“But where’s your bump?”
“No! You can’t be pregnant – are you really sure?”
“But where’s your bump?”
“When exactly is your baby due – you must have made a mistake with your dates!”
“I’d be concerned about the health of a baby, with a bump like that.”
“It seems your baby has stopped growing”
“Oh dear, looks like your baby has shrunk!” (that was from a Health Care Professional!!)
“So come on then, where is this so-called ‘baby’?”
“Oh, I thought I heard you were pregnant – has something happened?”
“Really! 7 weeks to go – I have NEVER seen someone like you, you’re the smallest I have ever come across.” (in a well-known baby store, as the sales assistant called to another to “come and have a look at this”!)
And the list could go on.
I heard them all (and more) during my nine months, from friends and strangers alike. I didn’t have a lovely bump or pregnancy shape/figure – right up until the day I lay on the operating theatre waiting for the c-section. Even on the recovery ward, after the surgery, the two Nurses exclaimed “goodness just look how flat your tummy is!”.
And I get it, no one meant any harm. Sometimes the comments “slipped” out due to surprise; sometimes it was just natural curiosity; others it was ‘tongue in cheek’ or in jest; and a few times people just didn’t think before they said exactly what was in their head – #nofilter, I guess! That’s life, we’ve all been there, said something silly, unhelpful or insensitive. I know I certainly have.
But from about 6 months onwards I stopped telling people I was pregnant, as I just couldn’t face the questions or (un)helpful suggestions about why I looked they way I did and how I could solve it. (And no, eating more calories was not the answer).
I have little pictures of my pregnancy (one or two at best) and I de-tagged anything others put on Facebook, again to save having to face anymore comments.
One of my most difficult experiences was showing up at the Maternity Unit, in the Hospital, for a 28 week appointment and being told “No dear, you’re here too early”. I remember I thought she meant time wise and showed her my card to prove I was ok. She didn’t mean clock she meant date. “No, you have to be 28 weeks pregnant for this appointment”.
When I explained I was 28 weeks – a few days previous – she rushed me to the Emergency Obstetric Unit, walked to the front of the queue and said “I need someone to look at this women, she says she 28 weeks pregnant and I would question the growth”.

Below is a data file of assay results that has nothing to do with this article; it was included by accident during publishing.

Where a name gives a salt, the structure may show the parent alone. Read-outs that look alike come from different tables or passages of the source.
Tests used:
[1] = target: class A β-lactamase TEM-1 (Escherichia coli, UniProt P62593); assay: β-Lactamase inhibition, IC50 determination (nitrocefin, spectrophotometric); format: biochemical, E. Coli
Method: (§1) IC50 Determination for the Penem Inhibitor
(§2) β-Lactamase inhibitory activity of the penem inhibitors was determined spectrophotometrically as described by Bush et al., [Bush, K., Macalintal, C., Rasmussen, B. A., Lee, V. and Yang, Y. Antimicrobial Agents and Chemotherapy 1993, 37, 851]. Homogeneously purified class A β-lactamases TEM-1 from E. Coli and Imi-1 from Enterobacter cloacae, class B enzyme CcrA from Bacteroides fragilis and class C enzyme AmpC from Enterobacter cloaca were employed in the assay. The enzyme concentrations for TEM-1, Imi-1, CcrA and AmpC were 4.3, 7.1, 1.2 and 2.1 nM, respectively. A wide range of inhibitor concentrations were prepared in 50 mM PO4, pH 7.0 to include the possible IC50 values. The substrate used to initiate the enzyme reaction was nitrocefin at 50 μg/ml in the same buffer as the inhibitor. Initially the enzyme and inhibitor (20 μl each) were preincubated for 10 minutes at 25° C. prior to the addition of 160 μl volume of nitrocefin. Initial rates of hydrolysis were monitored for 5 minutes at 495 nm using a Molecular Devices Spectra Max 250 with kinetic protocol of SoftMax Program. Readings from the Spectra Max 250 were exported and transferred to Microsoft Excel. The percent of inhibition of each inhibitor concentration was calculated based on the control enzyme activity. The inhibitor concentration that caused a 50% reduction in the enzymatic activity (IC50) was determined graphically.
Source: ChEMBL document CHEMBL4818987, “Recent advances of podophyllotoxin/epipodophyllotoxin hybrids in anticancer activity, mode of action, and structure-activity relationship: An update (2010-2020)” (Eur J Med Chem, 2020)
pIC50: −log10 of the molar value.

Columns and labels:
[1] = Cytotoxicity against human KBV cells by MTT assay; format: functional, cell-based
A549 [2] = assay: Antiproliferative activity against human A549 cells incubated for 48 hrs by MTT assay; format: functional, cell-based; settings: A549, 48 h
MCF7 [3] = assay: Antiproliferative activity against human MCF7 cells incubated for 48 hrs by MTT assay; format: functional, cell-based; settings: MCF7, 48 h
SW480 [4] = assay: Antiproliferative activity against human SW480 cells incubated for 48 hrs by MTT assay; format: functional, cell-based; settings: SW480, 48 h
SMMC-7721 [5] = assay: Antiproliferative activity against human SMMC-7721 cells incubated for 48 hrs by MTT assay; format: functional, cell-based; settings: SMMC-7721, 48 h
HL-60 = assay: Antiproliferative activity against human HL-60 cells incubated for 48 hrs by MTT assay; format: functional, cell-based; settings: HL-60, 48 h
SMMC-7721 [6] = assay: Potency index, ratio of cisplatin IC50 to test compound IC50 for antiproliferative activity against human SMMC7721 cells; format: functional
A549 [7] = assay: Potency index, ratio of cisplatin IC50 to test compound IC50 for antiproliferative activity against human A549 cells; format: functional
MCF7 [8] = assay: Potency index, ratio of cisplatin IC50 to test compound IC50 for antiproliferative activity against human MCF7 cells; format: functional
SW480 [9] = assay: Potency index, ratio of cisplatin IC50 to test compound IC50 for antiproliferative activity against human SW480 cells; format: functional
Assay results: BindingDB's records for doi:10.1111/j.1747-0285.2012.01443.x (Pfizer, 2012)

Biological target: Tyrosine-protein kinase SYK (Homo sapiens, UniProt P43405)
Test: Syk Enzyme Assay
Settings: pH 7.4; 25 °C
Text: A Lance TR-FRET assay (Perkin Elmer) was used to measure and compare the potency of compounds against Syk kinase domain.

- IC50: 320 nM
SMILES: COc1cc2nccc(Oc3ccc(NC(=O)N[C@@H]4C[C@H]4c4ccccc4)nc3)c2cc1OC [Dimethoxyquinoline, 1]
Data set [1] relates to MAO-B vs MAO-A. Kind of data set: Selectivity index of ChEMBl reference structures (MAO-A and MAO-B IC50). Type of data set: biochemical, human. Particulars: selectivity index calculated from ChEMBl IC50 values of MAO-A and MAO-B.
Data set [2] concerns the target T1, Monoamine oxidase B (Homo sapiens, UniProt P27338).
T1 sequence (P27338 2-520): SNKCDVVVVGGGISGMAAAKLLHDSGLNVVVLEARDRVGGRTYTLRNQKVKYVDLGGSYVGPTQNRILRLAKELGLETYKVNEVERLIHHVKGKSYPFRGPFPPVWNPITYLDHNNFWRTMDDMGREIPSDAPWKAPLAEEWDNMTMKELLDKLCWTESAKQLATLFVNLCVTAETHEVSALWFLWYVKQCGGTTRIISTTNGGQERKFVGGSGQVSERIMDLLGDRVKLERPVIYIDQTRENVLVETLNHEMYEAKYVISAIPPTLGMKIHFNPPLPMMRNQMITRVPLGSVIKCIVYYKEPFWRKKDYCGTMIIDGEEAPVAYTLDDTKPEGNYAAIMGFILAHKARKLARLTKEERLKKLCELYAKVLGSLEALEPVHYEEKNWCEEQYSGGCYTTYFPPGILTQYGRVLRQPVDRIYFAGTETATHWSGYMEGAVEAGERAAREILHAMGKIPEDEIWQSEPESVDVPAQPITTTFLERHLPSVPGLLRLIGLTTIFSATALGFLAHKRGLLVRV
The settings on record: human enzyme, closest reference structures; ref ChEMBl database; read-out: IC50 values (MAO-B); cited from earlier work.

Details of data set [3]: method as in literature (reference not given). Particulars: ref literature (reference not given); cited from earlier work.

I should point out she hadn’t measured me, just looked at me. That began weeks and weeks of appointments with different HCP’s, each telling us different things about our baby’s size and “reason” for my lack of growth and visible bump display. As I waited on a bed in that Emergency Unit I remember feeling very afraid, embarrassed, ashamed and alone.
“I didn’t have the bump that everyone expected. At 6 months I was still wearing most of my pre-pregnancy clothes and everyone looked at least twice when I said I was expecting! From that point, ppregnancy became a time of anxiety, a time of feeling embarrassed and ashamed by my figure (or lack of), a time of little joy or excitement and eventually it began to seem ‘unreal’ – at times I secretly wondered if and how I could be carrying a baby.”
Hear more of my journey via my TED TALK HERE
I now understand all of this had a profound impact on my mental health and wellbeing. While I was diagnosed with Postnatal Depression by a GP, when Reuben was two, I have been helped to understand (thanks to therapy) that the roots of the illness took hold in pregnancy and actually I had Antenatal Depression. That went un-diagnosed (there was so much else going on) and led to severe PND, which almost took my life.
Looking back on my pregnancy now, I feel very sad. I missed out on so much – joy, fun, preparation and planning. I felt so disconnected from my body, myself and my baby. I remember just wishing it would all be over. I never had a “glow” about me. I never wanted to talk about the fact that I was expecting a baby, except with a few people who knew we were having a difficult time.
I also wish I known and understood more of how our emotional & mental health wellbeing can be impacted right from pregnancy and onwards – maybe my story and journey would be different.
This week the wonderful people PANDAS Foundation are highlighting Prenatal mental health (i.e in pregnancy) via their awareness week and I’m adding my voice to join them.
The more we share & the more we know, then the greater the awareness.
The hashtag is #PNDAW17 and you’ll find lots on social media using this. Or via their Facebook page –
If you would like to donate to PANDAS Foundation to ensure they can continue to help support families affected by both pre & postnatal mental illnesses please text PANDAS £3, £5 or £10 to 70660 or visit their website for further information and support. (Texts cost donation amount plus network charge. PANDAS Foundation receives 100% of your donation. Obtain bill payer’s permission. Customer care 01691 664275 Charity No 1149485.)